England manager Gareth Southgate believes there is “not much more players can do” to address human rights issues in Qatar after the decision to wear special captain’s armbands during the World Cup was criticized.
The Football Federation announced on Wednesday that it had joined nine other European associations in the OneLove anti-discrimination campaign.
As part of that, England captain Harry Kane will wear an armband in support of the campaign in this winter’s finals, along with captains of the other eight European nations entered and whose teams have qualified.
FA Chief Executive Mark Bullingham says he has been assured that England’s LGBTQ+ fans will not be arrested for holding hands or kissing in public at the World Cup in Qatar.
Same-sex sexual activity is illegal in the Gulf state, raising concerns within the LGBTQ+ community about how safe they will be in the finals this winter.
Football faced widespread pressure to highlight ongoing problems in Qatar as Southgate defended the last move.
Asked if there was a question of idealism versus realism about what sport can achieve in raising awareness in Qatar, he replied: “I think that’s the case. I did a lot of research.
“I spoke to many people, from human rights lawyers to the group of migrant workers I met in Qatar.
“There were some requests that were made in terms of areas that we could raise, speak up and support. I think what the FA tried to do yesterday was put them on the table.
“So separate from that is the armband. This is an agreement between several European nations where we felt it was a collective stance that would again get people to discuss and talk about these issues.
“The people I’ve spoken to have explained to me – human rights lawyers in particular – that there’s not much more players can do than talk about these issues and put them on the table.
“In the end, we are asking for changes in a country that we respect, which has advanced a lot, but we also have no control over.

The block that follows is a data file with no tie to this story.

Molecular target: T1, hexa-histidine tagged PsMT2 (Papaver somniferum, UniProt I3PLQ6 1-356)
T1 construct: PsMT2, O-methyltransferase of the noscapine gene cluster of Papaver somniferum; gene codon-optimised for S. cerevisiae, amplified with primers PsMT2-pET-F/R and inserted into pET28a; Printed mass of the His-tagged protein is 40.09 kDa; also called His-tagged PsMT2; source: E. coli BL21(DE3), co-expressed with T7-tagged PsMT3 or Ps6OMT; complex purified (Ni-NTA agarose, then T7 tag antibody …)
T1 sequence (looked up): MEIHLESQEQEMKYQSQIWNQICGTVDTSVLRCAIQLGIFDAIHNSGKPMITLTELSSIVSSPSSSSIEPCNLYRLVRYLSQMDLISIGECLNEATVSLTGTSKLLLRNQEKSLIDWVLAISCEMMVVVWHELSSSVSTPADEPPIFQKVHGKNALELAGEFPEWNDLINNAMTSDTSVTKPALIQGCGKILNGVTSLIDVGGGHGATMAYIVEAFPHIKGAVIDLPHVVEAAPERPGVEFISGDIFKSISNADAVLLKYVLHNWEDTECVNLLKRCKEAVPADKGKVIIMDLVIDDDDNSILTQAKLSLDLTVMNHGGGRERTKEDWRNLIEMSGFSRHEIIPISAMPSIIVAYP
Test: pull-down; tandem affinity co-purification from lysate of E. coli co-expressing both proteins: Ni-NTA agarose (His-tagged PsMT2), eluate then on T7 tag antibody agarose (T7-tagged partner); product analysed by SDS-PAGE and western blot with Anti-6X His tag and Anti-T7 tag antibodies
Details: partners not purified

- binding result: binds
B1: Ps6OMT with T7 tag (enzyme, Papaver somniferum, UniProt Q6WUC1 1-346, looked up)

“Talking about the issues and raising the issues and putting them on the table is the vehicle that people involved in the sport have used in the past and that’s what we’re trying to do this time.
“So there’s always going to be criticism, whatever you do and we have to understand and accept that, but we’re trying to affect the areas that we’ve been asked to affect and I don’t think there’s much more to it than that, at this point, unless other ideas come up and other requests that we think fit are on the table, so it’s hard to do more than what we’re asked to do.”
The FA continues to request further details on the assurances given by the local organizing committee that all fans, including those in the LGBTQ+ community, will be welcome, safe and secure in Qatar.
Kane echoed Southgate’s sentiments when asked what his message would be to those who say the armband gesture wasn’t going far enough.
“There are only a few players we can do and I think with the FA and the other nations we are doing what we can,” he said.
“I don’t think you’re going to please everyone, no matter what we’ve done, but we’re trying and we’re trying to make a difference any way we can.
“I had an argument with Christian (Eriksen), obviously he’s the captain of Denmark, and Hugo (Lloris) at Spurs.
“It was about coming together and I think being together sends a bigger message than people doing individual things. There is so much that players can really do.
“I think wearing the armband on the biggest stage in the world, one of the most televised events in the world, will have an impact.
“But we can only do what we can and we have definitely taken a step forward to help some of the problems in Qatar.”